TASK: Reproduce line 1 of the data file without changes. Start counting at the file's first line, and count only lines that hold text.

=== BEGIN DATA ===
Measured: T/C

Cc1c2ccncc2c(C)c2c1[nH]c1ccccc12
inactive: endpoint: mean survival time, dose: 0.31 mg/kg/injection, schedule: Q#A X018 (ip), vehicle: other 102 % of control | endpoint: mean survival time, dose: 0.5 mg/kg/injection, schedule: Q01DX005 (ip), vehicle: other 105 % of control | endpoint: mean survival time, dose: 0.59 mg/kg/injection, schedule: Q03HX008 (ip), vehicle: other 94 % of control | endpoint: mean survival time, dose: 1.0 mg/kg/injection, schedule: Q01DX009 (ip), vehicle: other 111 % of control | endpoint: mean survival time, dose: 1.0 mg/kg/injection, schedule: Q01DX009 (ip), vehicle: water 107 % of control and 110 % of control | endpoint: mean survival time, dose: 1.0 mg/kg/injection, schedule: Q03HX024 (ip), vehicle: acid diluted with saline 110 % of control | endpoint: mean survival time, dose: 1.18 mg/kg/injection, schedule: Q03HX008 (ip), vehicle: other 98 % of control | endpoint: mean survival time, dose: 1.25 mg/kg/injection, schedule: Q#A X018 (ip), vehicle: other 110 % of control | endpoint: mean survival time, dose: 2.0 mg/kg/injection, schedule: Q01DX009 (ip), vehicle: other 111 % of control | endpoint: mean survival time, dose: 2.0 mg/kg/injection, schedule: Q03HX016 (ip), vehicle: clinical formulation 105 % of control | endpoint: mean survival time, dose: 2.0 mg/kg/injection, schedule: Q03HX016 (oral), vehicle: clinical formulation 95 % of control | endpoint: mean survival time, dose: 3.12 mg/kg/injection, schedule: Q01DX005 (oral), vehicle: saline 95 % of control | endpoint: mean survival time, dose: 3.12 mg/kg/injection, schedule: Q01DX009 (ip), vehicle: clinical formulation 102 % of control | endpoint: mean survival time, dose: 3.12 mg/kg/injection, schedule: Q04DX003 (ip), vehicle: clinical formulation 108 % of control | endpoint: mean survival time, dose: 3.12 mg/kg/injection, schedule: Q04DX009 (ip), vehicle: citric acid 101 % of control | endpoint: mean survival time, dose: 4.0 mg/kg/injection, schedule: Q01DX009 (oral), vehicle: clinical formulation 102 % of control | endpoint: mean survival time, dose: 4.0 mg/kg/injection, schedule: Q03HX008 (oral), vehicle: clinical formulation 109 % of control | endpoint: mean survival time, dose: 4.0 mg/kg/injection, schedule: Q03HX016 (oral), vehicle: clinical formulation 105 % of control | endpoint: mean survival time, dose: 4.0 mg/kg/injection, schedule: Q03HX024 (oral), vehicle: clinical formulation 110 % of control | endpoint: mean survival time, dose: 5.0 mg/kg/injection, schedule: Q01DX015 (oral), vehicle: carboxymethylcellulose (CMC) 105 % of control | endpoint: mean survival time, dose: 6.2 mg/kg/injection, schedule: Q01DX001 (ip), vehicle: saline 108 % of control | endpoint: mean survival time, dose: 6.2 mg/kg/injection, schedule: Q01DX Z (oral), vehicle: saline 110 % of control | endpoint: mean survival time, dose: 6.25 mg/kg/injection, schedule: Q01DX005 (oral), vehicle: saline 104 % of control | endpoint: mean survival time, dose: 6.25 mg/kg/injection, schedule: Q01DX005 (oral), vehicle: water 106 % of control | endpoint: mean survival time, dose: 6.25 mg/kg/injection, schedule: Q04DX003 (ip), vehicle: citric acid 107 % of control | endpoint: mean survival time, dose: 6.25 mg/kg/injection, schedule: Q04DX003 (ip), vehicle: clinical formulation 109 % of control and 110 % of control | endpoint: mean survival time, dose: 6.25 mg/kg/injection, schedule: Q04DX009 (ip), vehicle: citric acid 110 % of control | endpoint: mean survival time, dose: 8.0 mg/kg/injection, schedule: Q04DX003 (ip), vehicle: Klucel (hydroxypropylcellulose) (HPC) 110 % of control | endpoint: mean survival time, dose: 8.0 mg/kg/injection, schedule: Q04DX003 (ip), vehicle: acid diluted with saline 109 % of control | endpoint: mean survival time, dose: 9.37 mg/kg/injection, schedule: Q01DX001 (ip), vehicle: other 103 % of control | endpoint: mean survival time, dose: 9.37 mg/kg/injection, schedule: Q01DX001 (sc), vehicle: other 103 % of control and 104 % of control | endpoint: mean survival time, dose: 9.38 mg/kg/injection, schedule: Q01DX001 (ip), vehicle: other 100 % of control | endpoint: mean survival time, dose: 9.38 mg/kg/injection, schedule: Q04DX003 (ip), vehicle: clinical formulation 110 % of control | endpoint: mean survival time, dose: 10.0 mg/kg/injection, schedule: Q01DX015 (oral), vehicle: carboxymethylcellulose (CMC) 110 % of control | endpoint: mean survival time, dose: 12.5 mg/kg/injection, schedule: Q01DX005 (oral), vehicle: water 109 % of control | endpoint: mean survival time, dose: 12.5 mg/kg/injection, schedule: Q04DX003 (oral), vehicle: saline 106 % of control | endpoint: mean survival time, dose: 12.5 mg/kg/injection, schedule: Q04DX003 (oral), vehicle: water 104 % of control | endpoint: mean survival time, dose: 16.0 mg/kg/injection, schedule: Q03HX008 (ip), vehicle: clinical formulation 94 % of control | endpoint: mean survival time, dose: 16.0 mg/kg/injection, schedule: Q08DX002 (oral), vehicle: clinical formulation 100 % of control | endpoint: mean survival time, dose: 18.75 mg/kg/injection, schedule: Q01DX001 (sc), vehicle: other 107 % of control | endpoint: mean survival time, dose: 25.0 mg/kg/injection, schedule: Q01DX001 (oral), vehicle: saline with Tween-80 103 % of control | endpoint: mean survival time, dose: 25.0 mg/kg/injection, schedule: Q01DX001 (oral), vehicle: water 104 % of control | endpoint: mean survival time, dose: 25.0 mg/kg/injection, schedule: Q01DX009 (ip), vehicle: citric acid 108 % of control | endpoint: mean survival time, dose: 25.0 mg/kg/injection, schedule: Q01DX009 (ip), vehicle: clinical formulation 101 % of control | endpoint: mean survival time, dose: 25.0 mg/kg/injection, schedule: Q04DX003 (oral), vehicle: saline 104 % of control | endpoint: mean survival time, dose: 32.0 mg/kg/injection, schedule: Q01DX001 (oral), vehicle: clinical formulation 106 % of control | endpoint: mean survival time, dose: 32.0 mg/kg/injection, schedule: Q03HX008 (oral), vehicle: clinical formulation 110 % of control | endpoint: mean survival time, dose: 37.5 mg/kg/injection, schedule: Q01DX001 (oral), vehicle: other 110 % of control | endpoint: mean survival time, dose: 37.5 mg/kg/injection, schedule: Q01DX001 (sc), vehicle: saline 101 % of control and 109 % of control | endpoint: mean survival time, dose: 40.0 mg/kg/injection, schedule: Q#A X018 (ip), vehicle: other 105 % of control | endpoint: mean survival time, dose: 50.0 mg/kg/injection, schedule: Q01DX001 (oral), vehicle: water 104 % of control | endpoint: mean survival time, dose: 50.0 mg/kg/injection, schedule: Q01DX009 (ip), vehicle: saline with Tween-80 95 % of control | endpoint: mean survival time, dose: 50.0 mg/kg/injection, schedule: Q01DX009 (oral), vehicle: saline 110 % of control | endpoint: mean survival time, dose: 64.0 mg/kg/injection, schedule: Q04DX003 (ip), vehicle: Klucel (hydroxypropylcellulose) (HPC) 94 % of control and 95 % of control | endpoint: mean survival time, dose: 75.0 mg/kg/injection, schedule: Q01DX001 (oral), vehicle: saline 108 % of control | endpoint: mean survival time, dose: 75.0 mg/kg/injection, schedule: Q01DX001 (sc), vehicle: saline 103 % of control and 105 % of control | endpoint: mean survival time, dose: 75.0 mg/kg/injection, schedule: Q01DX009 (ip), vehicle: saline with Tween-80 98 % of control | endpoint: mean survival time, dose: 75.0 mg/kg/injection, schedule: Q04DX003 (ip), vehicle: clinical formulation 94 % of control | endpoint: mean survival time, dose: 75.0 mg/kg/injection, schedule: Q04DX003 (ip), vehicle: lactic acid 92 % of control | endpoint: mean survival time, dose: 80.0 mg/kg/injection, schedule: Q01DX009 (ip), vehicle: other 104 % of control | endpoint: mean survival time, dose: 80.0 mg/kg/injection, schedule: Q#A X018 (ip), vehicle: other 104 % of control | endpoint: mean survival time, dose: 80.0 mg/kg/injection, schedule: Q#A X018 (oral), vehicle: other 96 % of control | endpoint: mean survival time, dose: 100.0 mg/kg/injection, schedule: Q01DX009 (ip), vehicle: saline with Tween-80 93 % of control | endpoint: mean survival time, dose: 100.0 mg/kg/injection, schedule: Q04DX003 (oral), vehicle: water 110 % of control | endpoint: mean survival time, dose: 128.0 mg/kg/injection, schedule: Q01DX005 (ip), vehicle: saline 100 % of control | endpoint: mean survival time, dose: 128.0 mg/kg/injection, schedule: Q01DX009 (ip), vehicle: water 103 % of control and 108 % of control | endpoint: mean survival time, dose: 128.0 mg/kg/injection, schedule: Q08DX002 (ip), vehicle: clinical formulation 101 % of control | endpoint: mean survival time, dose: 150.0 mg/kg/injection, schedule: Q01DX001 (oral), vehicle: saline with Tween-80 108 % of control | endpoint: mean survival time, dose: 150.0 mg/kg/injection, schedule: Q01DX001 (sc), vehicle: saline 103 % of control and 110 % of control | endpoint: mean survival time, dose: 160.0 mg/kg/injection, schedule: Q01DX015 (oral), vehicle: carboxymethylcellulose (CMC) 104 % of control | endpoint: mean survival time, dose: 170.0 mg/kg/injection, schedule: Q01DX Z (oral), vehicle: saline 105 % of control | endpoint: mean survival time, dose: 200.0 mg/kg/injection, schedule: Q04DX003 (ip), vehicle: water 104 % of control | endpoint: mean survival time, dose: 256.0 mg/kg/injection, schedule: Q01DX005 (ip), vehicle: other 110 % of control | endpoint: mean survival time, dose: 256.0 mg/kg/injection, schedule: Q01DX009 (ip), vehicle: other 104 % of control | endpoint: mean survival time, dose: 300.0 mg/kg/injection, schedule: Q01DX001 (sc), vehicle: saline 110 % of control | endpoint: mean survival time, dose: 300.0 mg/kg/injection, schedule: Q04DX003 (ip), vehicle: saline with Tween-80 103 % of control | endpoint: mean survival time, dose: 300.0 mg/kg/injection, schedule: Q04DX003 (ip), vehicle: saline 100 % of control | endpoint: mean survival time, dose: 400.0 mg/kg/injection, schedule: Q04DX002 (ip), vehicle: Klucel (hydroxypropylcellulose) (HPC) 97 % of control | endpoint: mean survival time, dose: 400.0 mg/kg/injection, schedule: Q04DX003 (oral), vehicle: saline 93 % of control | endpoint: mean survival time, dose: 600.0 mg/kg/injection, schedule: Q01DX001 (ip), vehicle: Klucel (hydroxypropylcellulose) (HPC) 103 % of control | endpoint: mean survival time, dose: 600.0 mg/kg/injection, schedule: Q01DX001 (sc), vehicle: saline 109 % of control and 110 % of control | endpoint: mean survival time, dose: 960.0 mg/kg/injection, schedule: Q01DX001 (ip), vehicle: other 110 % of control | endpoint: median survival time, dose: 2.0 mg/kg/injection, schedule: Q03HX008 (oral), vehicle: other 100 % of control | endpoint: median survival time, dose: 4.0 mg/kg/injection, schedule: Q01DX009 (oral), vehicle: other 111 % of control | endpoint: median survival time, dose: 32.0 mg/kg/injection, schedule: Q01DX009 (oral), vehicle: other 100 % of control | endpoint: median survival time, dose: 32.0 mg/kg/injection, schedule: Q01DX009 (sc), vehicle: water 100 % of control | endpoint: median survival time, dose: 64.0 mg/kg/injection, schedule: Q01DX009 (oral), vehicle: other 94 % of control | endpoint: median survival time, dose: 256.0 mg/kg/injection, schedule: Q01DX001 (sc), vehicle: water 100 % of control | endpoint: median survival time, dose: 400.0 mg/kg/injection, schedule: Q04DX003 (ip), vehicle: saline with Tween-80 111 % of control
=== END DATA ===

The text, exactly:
Measured: T/C